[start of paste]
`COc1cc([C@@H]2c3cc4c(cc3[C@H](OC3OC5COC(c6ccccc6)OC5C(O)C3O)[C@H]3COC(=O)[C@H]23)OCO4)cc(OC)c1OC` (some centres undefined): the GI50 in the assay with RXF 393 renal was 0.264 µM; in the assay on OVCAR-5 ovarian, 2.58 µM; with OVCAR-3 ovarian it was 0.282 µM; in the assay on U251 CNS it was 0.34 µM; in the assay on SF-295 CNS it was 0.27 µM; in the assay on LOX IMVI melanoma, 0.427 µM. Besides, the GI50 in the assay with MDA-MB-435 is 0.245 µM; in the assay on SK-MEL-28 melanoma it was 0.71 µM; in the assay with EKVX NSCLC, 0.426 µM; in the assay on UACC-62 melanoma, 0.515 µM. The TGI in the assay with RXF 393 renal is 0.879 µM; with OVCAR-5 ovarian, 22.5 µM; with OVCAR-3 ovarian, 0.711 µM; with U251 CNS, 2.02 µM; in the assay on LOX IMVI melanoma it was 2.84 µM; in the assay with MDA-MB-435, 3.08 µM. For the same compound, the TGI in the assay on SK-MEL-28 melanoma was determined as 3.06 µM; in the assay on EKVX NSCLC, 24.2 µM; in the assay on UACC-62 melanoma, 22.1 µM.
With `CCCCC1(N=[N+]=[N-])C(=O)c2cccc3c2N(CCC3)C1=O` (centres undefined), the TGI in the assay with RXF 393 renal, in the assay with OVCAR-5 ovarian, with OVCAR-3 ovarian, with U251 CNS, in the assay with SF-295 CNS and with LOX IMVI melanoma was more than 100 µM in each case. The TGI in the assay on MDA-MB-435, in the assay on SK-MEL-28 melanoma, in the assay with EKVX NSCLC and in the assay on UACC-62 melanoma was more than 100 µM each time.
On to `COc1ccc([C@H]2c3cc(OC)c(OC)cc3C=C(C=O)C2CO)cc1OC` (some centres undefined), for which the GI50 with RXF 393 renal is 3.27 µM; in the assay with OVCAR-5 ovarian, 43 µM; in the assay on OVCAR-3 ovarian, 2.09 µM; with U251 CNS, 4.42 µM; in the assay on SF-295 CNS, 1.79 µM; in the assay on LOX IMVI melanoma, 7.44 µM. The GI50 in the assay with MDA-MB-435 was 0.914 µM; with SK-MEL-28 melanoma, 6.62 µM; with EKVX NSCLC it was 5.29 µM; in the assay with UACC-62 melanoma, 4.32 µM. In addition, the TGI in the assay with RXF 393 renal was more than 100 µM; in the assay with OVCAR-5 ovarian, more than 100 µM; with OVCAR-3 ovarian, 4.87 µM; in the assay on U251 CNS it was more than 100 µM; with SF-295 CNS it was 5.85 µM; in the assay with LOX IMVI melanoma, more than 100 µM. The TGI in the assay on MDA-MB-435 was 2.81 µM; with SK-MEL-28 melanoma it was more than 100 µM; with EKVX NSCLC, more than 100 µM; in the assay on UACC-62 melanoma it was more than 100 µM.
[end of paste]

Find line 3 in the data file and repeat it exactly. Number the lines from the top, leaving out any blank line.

On to `COc1ccc([C@H]2c3cc(OC)c(OC)cc3C=C(C=O)C2CO)cc1OC` (some centres undefined), for which the GI50 with RXF 393 renal is 3.27 µM; in the assay with OVCAR-5 ovarian, 43 µM; in the assay on OVCAR-3 ovarian, 2.09 µM; with U251 CNS, 4.42 µM; in the assay on SF-295 CNS, 1.79 µM; in the assay on LOX IMVI melanoma, 7.44 µM. The GI50 in the assay with MDA-MB-435 was 0.914 µM; with SK-MEL-28 melanoma, 6.62 µM; with EKVX NSCLC it was 5.29 µM; in the assay with UACC-62 melanoma, 4.32 µM. In addition, the TGI in the assay with RXF 393 renal was more than 100 µM; in the assay with OVCAR-5 ovarian, more than 100 µM; with OVCAR-3 ovarian, 4.87 µM; in the assay on U251 CNS it was more than 100 µM; with SF-295 CNS it was 5.85 µM; in the assay with LOX IMVI melanoma, more than 100 µM. The TGI in the assay on MDA-MB-435 was 2.81 µM; with SK-MEL-28 melanoma it was more than 100 µM; with EKVX NSCLC, more than 100 µM; in the assay on UACC-62 melanoma it was more than 100 µM.